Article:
GSA Annual Meeting in Phoenix, Arizona, USA - 2019

Paper No. 245-10
Presentation Time: 10:30 AM


BRACHFELD, Stefanie, Earth and Environmental Studies, Montclair State University, Montclair, NJ 07043, TAUXE, Lisa, Scripps Institution of Oceanography, La Jolla, CA 92093-0220, REILLY, Brendan, College of Earth, Ocean, and Atmospheric Sciences, Oregon State University, Corvallis, OR 97331 and EXPEDITION 382 SCIENTISTS, IODP, International Ocean Discovery Program, Texas A&M University, College Station, TX 77845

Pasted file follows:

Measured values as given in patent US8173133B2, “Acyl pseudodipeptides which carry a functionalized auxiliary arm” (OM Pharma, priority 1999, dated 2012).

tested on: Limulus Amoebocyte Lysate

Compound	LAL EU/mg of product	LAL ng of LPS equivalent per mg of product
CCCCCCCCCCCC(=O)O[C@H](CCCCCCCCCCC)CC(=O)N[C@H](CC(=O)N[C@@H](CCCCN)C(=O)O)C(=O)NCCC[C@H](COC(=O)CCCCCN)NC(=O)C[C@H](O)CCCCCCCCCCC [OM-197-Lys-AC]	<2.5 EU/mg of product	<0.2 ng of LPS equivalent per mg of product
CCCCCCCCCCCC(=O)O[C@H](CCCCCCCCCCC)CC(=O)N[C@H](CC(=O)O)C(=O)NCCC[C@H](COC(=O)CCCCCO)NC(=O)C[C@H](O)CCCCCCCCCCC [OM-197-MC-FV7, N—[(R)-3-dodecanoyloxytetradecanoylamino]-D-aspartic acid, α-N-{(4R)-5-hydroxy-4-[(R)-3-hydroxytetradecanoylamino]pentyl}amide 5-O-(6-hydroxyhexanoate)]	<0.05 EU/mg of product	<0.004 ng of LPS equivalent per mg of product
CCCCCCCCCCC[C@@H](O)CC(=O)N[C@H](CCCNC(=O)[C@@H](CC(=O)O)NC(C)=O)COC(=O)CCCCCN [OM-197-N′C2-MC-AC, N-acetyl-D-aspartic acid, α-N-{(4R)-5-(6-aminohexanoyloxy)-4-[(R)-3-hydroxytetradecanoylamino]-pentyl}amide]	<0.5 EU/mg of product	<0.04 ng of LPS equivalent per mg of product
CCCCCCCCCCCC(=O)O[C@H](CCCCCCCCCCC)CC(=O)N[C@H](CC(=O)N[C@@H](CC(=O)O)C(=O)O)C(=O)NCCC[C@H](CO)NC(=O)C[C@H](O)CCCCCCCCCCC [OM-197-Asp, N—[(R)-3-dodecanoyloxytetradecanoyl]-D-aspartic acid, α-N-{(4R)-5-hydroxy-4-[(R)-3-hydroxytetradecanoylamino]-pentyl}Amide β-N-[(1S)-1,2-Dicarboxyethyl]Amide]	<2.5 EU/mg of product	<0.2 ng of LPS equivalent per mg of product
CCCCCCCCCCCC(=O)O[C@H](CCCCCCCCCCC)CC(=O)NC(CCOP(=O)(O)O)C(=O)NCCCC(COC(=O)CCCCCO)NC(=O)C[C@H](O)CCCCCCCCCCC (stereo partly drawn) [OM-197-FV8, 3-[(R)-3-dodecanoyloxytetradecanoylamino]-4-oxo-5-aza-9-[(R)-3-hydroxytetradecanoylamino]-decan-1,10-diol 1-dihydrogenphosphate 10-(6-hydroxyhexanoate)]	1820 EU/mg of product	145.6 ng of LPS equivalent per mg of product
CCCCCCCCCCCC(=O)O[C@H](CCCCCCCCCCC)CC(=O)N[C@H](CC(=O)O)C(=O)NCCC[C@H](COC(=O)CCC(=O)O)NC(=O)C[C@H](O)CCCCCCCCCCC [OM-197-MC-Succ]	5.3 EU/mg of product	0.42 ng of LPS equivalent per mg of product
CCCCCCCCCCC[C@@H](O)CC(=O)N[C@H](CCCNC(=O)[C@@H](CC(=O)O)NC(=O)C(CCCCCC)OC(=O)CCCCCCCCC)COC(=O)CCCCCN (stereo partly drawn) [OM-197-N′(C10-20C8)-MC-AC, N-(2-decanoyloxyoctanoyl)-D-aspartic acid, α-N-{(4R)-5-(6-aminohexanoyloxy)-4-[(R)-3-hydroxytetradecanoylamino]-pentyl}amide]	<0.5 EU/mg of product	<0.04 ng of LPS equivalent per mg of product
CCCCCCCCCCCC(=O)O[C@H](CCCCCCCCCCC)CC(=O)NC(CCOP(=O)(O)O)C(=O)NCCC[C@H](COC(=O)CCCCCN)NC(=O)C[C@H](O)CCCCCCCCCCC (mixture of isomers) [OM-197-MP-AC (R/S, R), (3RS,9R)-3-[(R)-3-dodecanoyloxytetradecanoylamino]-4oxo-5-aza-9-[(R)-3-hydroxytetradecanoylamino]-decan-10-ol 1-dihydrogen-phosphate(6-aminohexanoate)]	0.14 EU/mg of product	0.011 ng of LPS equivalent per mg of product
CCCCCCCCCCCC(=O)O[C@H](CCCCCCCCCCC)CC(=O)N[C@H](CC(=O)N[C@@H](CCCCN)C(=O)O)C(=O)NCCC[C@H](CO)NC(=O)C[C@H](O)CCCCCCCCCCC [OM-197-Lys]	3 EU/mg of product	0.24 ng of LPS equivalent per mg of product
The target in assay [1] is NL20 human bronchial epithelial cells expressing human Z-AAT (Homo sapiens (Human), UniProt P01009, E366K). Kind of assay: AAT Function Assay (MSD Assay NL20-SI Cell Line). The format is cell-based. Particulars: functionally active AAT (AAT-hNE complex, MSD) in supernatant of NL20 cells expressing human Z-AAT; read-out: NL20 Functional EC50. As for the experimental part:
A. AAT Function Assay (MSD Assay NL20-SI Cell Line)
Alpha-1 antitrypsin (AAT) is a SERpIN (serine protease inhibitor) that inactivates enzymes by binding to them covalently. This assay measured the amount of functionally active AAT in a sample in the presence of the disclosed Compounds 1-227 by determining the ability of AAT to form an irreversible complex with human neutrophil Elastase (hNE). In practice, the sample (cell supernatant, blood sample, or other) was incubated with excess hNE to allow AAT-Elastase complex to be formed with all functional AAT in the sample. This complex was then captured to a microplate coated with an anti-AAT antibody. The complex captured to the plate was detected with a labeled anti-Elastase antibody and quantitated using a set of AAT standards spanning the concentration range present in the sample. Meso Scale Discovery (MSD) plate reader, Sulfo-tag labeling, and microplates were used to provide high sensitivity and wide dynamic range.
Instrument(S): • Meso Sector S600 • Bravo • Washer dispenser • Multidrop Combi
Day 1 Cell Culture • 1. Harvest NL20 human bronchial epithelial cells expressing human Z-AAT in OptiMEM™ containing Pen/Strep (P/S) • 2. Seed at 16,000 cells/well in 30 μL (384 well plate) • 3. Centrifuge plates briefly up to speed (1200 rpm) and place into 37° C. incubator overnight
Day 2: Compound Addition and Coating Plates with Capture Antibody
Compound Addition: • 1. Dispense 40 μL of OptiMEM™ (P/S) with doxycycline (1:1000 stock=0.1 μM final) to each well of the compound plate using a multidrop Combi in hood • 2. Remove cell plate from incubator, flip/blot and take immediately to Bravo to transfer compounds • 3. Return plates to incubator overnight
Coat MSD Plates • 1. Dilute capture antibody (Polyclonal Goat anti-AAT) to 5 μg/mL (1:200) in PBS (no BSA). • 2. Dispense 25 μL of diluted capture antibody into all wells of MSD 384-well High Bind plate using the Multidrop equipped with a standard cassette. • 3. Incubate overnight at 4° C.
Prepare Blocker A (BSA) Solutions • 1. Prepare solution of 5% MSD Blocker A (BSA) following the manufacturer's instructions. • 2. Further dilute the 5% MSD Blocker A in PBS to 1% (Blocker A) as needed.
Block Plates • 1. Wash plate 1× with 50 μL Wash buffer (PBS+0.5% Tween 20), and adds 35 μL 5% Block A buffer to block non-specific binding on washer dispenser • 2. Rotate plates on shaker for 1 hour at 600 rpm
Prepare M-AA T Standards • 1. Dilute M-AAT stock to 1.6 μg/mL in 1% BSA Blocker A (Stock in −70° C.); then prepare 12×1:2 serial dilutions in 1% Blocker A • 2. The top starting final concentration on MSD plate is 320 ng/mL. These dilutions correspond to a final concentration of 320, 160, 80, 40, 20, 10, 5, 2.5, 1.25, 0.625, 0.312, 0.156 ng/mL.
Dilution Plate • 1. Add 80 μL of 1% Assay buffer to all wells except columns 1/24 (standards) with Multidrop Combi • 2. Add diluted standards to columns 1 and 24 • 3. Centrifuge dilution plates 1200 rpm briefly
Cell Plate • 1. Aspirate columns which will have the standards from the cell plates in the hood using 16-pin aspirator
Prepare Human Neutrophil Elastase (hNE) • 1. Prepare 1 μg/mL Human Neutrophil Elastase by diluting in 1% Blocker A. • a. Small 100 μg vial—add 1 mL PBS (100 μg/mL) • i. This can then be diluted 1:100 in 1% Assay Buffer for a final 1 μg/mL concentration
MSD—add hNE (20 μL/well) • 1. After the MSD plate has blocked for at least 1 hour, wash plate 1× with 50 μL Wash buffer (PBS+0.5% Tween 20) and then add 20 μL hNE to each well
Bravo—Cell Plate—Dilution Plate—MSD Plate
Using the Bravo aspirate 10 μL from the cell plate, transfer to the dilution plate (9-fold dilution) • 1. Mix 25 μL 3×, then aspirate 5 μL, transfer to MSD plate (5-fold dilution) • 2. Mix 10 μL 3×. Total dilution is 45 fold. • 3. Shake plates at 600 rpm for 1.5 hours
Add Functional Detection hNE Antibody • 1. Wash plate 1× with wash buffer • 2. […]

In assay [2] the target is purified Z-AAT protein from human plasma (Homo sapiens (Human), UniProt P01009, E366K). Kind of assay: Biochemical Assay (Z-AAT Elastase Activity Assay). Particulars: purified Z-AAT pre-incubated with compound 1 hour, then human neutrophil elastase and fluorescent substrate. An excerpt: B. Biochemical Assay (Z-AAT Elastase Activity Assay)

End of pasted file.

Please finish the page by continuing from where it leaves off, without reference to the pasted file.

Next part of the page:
Magnetic susceptibility (κ) and its applications to soil sequences and lacustrine sediment launched the discipline of environmental magnetism. Environmental magnetism uses a suite of magnetic analyses to characterize the abundance, magnetic particle sizes, and mineralogy of iron oxide and sulfide minerals in order to investigate environmental and climate processes. κ was a latecomer to the array of paleomagnetic and physical properties tools available on ocean research vessels, and was not routinely measured on the Glomar Challenger during the Deep Sea Drilling Program. Once continuous κ logging systems were installed on the JOIDES Resolution, κ became the ultimate rapid reconnaissance parameter for marine sediment cores due to the low cost technology, ease of use, non-destructive nature of the analysis, and ability to rapidly process whole cores or split cores at high resolution. κ profiles from ocean sediment cores were initially used for core correlation, identification of metal contamination of sediment cores by the drill string, and visualization of compositional variations to guide sub-sampling. It is now used for the generation of high resolution time series data, and is particularly important in polar regions where continuous accumulation of biogenic calcite is rare. The ease of measurement of κ belies its complex signal. κ represents the combined response of the entire sediment assemblage, including ferromagnetic, paramagnetic and diamagnetic minerals, necessitating the use of induced remanences, and field- and temperature-dependent parameters that target magnetic mineralogy and domain state in order to correctly interpret the κ signal. This evolving suite of parameters have since been used to identify climate-driven orbital and sub-orbital processes related to glacial-interglacial cycles, deglaciation and ice-rafting events, monsoon intensity, ocean circulation, sediment transport processes, solar cycles, behavior of wind systems, supply of dust to the ocean, paleoproductivity, and diagenetic alteration of sediment assemblages. Here we review seminal environmental magnetism contributions from the last 50 years of ocean drilling, and discuss future applications of environmental magnetism to the study of ocean-atmosphere-cryosphere-lithosphere dynamics.